23. Dynegy argues that the lack of a technical basis could result in arbitrary target values or overly narrow or overly wide tolerance bands and that such flaws could reduce system reliability. For instance, Dynegy hypothesizes that overly narrow tolerance bands could cause a generator to make numerous short term responses to voltage fluctuations that do not improve system reliability, while overly broad tolerance bands could result in voltage fluctuations that jeopardize system reliability during system disturbances. Dynegy states that voltage schedules must be reasonable and that a tolerance band that fails to account for measurement error is unreasonable. Dynegy states that, if the voltages or reactive power schedule and associated tolerance band are to have a technical basis and be reasonable, then NERC must develop measures to objectively evaluate compliance with the requirement.[24] According to Dynegy, such a measure should state that the voltage schedule and tolerance band should either be (1) consistent with the historical variation of system voltage, normalized to eliminate abnormal voltage fluctuations such as those caused by system disturbances; or (2) consistent with the historical variation of system voltage when the plant/unit is not operating, which variation would be normalized to eliminate abnormal voltage fluctuations such as those caused by system disturbances. According to Dynegy, if either of these conditions is not met, a transmission operator should be required to have a technical study or analysis that justifies a different voltage or reactive power schedule and associated tolerance band.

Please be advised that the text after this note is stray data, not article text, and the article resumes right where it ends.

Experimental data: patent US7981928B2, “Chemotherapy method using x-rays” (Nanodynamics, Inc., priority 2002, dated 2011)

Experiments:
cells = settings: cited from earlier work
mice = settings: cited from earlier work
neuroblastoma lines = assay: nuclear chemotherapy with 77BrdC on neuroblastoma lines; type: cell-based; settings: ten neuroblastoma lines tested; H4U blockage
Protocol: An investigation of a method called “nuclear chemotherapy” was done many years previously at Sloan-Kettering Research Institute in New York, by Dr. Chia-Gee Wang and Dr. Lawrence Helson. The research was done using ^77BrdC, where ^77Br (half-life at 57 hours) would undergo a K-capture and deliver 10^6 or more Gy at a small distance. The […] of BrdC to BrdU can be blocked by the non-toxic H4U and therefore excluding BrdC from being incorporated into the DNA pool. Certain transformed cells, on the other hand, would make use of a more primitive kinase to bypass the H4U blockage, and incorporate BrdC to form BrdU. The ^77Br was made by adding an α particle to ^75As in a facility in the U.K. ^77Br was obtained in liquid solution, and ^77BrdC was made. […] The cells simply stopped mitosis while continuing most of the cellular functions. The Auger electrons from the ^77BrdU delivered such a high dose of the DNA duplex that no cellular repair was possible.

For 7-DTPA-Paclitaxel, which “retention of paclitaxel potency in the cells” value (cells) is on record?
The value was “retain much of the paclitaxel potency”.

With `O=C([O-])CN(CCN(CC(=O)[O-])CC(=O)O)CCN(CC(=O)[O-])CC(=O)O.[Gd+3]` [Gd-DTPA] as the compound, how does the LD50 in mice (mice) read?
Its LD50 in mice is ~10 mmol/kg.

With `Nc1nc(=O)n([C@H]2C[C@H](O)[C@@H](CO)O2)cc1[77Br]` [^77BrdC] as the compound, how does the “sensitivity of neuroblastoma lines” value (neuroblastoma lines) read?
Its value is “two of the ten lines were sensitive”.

2. NERC Proposed Interpretation

24. NERC's proposed interpretation rejects the suggestion that there are implicit requirements within VAR-001-1, and finds, as well, that there are no requirements in VAR-001-1 to issue a technically based, reasonable and practical to maintain voltage or reactive power schedule and associated tolerance band, and, consequently, the Reliability Standard needs no measures to implement such requirements. According to NERC:

Since there are no requirements in VAR-001-1 to issue a “technically based, reasonable and practical to maintain voltage or reactive power schedule and associated tolerance band”, there are no measures or associated compliance elements in the standard.[25]

The interpretation concludes by citing VAR-002-1, Requirement 2, which provides that a generator must meet the voltage schedule or provide an explanation why it cannot do so.